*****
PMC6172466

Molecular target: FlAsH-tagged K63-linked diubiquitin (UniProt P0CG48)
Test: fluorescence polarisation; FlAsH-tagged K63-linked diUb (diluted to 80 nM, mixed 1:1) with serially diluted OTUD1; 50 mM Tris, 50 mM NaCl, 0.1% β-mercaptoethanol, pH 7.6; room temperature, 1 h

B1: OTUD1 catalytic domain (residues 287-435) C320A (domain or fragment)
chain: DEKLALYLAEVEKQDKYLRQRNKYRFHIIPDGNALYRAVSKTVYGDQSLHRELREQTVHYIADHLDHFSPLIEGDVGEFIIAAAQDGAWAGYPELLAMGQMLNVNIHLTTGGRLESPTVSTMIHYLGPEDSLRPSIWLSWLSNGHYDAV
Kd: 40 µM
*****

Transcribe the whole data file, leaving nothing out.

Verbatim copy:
PMC6172466

Molecular target: FlAsH-tagged K63-linked diubiquitin (UniProt P0CG48)
Test: fluorescence polarisation; FlAsH-tagged K63-linked diUb (diluted to 80 nM, mixed 1:1) with serially diluted OTUD1; 50 mM Tris, 50 mM NaCl, 0.1% β-mercaptoethanol, pH 7.6; room temperature, 1 h

B1: OTUD1 catalytic domain (residues 287-435) C320A (domain or fragment)
chain: DEKLALYLAEVEKQDKYLRQRNKYRFHIIPDGNALYRAVSKTVYGDQSLHRELREQTVHYIADHLDHFSPLIEGDVGEFIIAAAQDGAWAGYPELLAMGQMLNVNIHLTTGGRLESPTVSTMIHYLGPEDSLRPSIWLSWLSNGHYDAV
Kd: 40 µM